Lincoln first answers his own question by asserting that he had no choice but to pursue a war that would resist this aggression and maintain the country’s preservation. Later, he proclaims the value of the country that had declared its independence 85 years earlier.
“It may be affirmed without extravagance that the free institutions we enjoy have developed the powers and improved the condition of our whole people beyond any example in the world. Of this we now have a striking and an impressive illustration…Whoever in any section proposes to abandon such a government would do well to consider in deference to what principle it is that he does it; what better he is likely to get in its stead; whether the substitute will give, or be intended to give, so much of good to the people.”
Then he proceeds to depict the stark difference with those determined to sustain slavery and go their own way.
“Our adversaries have adopted some declarations of independence in which, unlike the good old one penned by Jefferson, they omit the words ‘all men are created equal.’ Why? They have adopted a temporary national constitution, in the preamble of which, unlike our good old one signed by Washington, they omit ‘We, the people,’ and substitute ‘We, the deputies of the sovereign and independent States.’ Why? Why this deliberate pressing out of view the rights of men and the authority of the people?
“This is essentially a people's contest. On the side of the Union it is a struggle for maintaining in the world that form and substance of government whose leading object is to elevate the condition of men; to lift artificial weights from all shoulders; to clear the paths of laudable pursuit for all; to afford all an unfettered start and a fair chance in the race of life…I am most happy to believe that the plain people understand and appreciate this.”
Lincoln offered one more summary of the stakes that the United States of America faced in 1861, a reality that America still contends with today following a seditious White House occupant who rejected the peaceful transfer of power. Consider Lincoln’s words:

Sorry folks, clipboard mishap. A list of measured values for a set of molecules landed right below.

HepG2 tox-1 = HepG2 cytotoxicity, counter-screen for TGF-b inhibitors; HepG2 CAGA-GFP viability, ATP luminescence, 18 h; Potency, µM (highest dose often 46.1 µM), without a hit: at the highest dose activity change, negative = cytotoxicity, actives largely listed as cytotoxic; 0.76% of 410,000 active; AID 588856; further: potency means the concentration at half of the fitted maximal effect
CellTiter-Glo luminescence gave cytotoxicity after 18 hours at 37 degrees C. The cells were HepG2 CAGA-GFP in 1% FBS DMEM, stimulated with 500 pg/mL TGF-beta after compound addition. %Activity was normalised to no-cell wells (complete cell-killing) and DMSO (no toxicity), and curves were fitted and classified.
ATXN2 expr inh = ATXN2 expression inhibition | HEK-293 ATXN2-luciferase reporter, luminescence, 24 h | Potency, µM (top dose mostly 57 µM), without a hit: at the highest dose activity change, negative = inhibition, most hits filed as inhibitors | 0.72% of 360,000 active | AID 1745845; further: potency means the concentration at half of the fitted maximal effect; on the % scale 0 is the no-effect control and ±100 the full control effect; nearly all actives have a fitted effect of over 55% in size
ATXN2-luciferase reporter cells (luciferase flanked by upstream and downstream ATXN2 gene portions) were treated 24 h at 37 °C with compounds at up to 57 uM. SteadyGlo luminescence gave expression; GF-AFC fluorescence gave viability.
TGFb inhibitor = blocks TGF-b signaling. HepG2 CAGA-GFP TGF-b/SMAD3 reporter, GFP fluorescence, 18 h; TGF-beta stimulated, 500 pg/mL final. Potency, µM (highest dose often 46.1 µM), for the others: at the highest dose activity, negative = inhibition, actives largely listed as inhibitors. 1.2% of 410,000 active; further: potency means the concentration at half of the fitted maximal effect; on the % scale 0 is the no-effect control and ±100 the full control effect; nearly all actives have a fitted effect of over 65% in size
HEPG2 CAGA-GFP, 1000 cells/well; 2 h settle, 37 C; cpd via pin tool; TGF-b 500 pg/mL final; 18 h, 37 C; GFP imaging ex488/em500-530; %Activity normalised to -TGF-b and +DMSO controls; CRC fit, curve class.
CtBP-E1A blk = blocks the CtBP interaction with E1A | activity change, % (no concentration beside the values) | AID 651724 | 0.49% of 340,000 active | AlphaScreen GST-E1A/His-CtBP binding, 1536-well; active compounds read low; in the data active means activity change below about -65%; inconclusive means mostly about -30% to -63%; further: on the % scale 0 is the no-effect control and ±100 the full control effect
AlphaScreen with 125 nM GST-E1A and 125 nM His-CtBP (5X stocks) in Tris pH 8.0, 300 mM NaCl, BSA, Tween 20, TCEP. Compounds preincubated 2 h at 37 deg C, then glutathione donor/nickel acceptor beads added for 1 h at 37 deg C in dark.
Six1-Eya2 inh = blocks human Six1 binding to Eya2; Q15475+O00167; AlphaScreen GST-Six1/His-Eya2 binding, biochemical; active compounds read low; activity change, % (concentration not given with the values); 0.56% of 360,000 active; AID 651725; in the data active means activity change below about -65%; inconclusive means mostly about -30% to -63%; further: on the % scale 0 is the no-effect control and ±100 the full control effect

“Our popular Government has often been called an experiment. Two points in it our people have already settled—the successful establishing and the successful administering of it. One still remains—its successful maintenance against a formidable internal attempt to overthrow it.
“It is now for them to demonstrate to the world that those who can fairly carry an election can also suppress a rebellion; that ballots are the rightful and peaceful successors of bullets, and that when ballots have fairly and constitutionally decided there can be no successful appeal back to bullets; that there can be no successful appeal except to ballots themselves at succeeding elections. Such will be a great lesson of peace, teaching men that what they can not take by an election neither can they take it by a war; teaching all the folly of being the beginners of a war.”
In recent months, I’ve been hearing more and more chatter and even serious exhortations—among Democrats and Republicans—that maybe it would be better if certain states go their own way. The presumption is that we cannot find a reasonable or peaceful way through the current attacks on American democracy and the fundamental values contained within the sacred principle that “all men are created equal.”
But on this Fourth of July, exactly 161 years after Lincoln’s address—when he reminded Congress under increasingly fractious and dire circumstances about the principles and achievements that bind Americans—let’s not just celebrate the country’s independence and survival as a democratic republic for 246 years. (And let’s not linger in the dark fear that those days are coming to a close.)
Let’s hold fast to the conviction that we are a people who can find peaceful solutions to what divides us and that the ballot box can remain the place where the majority’s will overcomes the tyranny of a troubled minority.
Enjoy your holiday!